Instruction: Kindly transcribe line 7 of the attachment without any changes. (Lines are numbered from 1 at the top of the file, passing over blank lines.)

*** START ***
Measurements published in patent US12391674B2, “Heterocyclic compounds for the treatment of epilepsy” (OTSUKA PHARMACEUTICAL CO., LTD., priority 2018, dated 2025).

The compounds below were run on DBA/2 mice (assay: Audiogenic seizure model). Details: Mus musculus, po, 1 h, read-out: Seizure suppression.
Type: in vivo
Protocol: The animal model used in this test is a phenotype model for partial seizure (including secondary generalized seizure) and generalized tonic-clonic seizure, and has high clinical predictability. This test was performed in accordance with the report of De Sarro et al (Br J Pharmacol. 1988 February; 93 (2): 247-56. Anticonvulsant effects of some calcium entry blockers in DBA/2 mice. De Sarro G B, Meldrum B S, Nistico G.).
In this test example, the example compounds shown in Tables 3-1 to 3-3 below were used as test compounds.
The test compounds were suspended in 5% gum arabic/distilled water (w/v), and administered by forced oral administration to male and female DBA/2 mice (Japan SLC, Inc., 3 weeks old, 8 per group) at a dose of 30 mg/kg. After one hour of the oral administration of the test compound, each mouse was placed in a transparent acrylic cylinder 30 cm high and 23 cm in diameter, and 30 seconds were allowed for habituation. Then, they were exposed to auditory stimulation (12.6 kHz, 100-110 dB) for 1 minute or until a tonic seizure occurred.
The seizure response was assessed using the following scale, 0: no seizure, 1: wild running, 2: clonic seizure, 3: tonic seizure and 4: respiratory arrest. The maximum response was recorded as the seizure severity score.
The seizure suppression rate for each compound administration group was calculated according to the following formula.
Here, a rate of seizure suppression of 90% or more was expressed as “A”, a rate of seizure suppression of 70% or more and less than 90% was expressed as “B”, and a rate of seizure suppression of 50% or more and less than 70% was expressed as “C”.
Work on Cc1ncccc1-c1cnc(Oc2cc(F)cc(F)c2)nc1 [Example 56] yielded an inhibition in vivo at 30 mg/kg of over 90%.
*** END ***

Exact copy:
The seizure response was assessed using the following scale, 0: no seizure, 1: wild running, 2: clonic seizure, 3: tonic seizure and 4: respiratory arrest. The maximum response was recorded as the seizure severity score.